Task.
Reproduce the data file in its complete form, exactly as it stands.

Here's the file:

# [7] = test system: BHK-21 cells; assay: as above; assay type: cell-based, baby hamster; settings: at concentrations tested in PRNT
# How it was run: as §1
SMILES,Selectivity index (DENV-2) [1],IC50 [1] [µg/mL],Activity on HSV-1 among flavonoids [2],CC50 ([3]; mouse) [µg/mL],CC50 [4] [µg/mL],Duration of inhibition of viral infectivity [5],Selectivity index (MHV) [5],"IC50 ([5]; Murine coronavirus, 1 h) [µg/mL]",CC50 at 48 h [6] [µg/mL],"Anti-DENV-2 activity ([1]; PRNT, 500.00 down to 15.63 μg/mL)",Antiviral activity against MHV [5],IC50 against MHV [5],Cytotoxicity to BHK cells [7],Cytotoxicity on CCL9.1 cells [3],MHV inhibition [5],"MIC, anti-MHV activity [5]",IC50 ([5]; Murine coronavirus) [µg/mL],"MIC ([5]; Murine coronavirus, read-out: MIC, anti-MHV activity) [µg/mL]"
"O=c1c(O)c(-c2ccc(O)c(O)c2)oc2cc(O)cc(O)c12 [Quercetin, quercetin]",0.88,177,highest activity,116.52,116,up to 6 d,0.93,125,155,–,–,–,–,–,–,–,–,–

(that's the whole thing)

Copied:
# [7] = test system: BHK-21 cells; assay: as above; assay type: cell-based, baby hamster; settings: at concentrations tested in PRNT
# How it was run: as §1
SMILES,Selectivity index (DENV-2) [1],IC50 [1] [µg/mL],Activity on HSV-1 among flavonoids [2],CC50 ([3]; mouse) [µg/mL],CC50 [4] [µg/mL],Duration of inhibition of viral infectivity [5],Selectivity index (MHV) [5],"IC50 ([5]; Murine coronavirus, 1 h) [µg/mL]",CC50 at 48 h [6] [µg/mL],"Anti-DENV-2 activity ([1]; PRNT, 500.00 down to 15.63 μg/mL)",Antiviral activity against MHV [5],IC50 against MHV [5],Cytotoxicity to BHK cells [7],Cytotoxicity on CCL9.1 cells [3],MHV inhibition [5],"MIC, anti-MHV activity [5]",IC50 ([5]; Murine coronavirus) [µg/mL],"MIC ([5]; Murine coronavirus, read-out: MIC, anti-MHV activity) [µg/mL]"
"O=c1c(O)c(-c2ccc(O)c(O)c2)oc2cc(O)cc(O)c12 [Quercetin, quercetin]",0.88,177,highest activity,116.52,116,up to 6 d,0.93,125,155,–,–,–,–,–,–,–,–,–